The need for speed is driving business Internet subscribers to change providers.
About 24 percent of respondents say they switched ISPs in the past year, compared with 23 percent in 2000 and 20 percent the year before. About 28 percent say they are extremely or somewhat likely to switch in the next year.Click For Chart
Among those that have already switched, speed – or the lack thereof – was the primary reason: 34 percent said they moved to get broadband access. The second most common motivator – limited bandwidth – was cited 33 percent of the time.
Availability and quality of technical support is the third most common reason for switching ISPs, cited by 32 percent of those that changed providers in the past year. Other common reasons for switching are price and slow connections/busy signals, given by 30 percent of switchers, and too much down time, mentioned by 22 percent. Slow Web page downloads motivated 19 percent of recent switchers, followed by slow e-mail delivery and billing problems, mentioned by 15 percent.
When asked to identify the most common problems they encounter with their ISP, connectivity problems top the list. Forty-seven percent of the customers surveyed are plagued by connectivity problems and 46 percent cite frequent unexpected disconnections from the Internet. Forty percent complain of slow connection speeds, 31 percent of poor phone responsiveness, 30 percent of inadequate technical support, 27 percent of e-mail outages, 26 percent of poor diagnosis and repair of problems, and 26 percent of slow Web page downloads.
Once the bandwidth hunger is sated, ISP customers are content to stay put. About 69 percent of Road Runner customers say theyre not tempted to move on. This compares with 52 percent for the surveyed population as a whole. Southwestern Bell Internet Services customers are also likely to stay in the fold, with 58 percent saying they are extremely or somewhat unlikely to switch ISPs. AT&T Broadband and @Home customers are also loyal, with 57 percent unlikely to switch.
For those that have watched PSINets star fade, 60 percent of that providers customers describe themselves as likely to switch during the coming year. Since PSINet appears to have one foot in the grave, this behavior is quite predictable.
Next most likely to switch are AOL customers, 44 percent of which describe themselves as extremely or somewhat likely to switch ISPs in the coming year. AOL customers experience the highest rate of reliability problems; about 86 percent say they are frequently cut off unexpectedly. Also, 62 percent of AOL respondents complain of slow connection speeds, 52 percent cite slow Web page downloads and 43 percent suffer with poor spam filtering.
Still, AOL customers show remarkable staying power. At 29 months, AOL has the longest mean retention time of any of the service providers rated. Sixty-five percent of the AOL customers surveyed have used AOL longer than three years.
Meanwhile, about 41 percent of XO Communications customers say they are extremely or somewhat likely to switch during the next 12 months. Thoughts of switching may be fueled by customers displeasure with technical support, since 51 percent of XO Communications customers surveyed indicate that the level of technical support they receive is inadequate – higher than for any other ISP.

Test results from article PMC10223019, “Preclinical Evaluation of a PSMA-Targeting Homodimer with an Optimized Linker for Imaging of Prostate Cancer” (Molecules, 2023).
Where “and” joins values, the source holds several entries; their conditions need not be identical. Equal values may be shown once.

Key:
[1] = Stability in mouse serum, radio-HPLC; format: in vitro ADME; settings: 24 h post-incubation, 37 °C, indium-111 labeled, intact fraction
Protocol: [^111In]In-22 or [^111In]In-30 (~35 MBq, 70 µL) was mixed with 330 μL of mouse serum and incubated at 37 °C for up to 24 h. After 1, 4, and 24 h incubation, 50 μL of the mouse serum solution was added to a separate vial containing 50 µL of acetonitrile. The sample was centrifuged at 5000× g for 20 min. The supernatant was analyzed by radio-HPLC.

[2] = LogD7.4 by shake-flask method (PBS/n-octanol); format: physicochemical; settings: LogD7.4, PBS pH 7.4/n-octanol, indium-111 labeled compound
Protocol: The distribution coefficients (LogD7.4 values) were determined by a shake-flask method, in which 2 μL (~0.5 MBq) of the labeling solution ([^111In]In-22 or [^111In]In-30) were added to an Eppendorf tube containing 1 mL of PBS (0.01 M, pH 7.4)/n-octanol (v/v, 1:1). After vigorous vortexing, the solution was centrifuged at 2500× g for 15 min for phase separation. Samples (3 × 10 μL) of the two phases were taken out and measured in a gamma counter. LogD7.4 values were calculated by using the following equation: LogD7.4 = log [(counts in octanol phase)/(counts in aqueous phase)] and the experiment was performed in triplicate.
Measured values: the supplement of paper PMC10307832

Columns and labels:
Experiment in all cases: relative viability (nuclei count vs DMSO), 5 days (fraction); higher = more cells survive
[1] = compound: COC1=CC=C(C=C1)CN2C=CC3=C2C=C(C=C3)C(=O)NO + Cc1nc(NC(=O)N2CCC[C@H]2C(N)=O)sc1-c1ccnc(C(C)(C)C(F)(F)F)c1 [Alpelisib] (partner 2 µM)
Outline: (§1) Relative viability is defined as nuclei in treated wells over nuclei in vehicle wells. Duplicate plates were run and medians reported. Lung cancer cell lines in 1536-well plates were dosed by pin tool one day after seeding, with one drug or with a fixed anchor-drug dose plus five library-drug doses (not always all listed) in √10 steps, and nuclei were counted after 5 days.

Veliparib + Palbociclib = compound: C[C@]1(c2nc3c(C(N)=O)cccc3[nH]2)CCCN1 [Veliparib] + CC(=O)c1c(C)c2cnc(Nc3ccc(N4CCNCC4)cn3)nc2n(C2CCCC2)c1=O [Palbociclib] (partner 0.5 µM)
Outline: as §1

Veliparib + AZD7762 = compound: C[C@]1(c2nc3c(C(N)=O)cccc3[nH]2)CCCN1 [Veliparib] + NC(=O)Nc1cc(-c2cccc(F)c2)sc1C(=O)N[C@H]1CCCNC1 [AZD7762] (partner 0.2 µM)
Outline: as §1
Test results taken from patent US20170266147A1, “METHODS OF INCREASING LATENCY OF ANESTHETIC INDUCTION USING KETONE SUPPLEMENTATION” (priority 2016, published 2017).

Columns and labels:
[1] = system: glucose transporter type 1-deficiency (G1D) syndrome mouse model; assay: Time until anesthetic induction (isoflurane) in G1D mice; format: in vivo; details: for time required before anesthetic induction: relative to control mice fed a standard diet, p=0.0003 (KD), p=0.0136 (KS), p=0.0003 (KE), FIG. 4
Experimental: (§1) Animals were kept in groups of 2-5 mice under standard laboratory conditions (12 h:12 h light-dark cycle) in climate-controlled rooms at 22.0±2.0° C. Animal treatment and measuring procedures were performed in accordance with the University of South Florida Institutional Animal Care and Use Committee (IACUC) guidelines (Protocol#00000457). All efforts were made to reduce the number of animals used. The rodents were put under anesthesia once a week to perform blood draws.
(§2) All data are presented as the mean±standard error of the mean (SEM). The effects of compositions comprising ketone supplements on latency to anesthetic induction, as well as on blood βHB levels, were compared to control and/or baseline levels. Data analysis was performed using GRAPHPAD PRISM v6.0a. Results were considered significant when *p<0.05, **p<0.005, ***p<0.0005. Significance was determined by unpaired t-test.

Network connectivity problems at a number of ISPs are likely to increase the rate at which customers bail during the coming year. Fifty-seven percent of Pacific Bell Internet customers surveyed, 54 percent of Verizon Communications customers, 53 percent of Verio customers and 52 percent of The Microsoft Network customers describe being cut off from the Internet as a frequent problem.
@Home customers suffer from an unusual rate of e-mail connection problems, with 63 percent describing e-mail outages as frequent.
In addition to an inordinate number of connectivity problems, Pacific Bell Internet customers surveyed cite a higher incidence of other problems compared with other ISPs. Fifty-one percent describe poor phone responsiveness as a frequent problem, and 42 percent complain of frequent problems with poor diagnosis and repair. Yet when it comes to plans for switching, these problems dont increase the proclivity of Pacific Bell Internet customers to switch above the mean for the entire population. The mean intent to switch for all customers surveyed was 2.58 on a 5-point scale, exactly matching the mean for Pacific Bell Internets customers.
For all of UUnets high ratings, it is not immune to problems. Twenty-two percent of its customers surveyed – more than those of any other service provider – say account management is poor.
Fat pipes translate to customer loyalty: Dial-up and 56-kilobit-per-second frame relay customers surveyed describe themselves as most likely to switch, and OC-3 (155-megabit-per-second) customers are least likely to switch. Thirty-eight percent of dial-up customers say they are somewhat or extremely likely to exchange ISPs in the next year, compared with 14 percent of OC-3 customers. Twenty-one percent of DS-3/T3 (45-Mbps) and cable modem customers are likely to switch, compared with 25 percent of T1 (1.5-Mbps) customers and fixed wireless customers, and 26 percent of xDSL customers.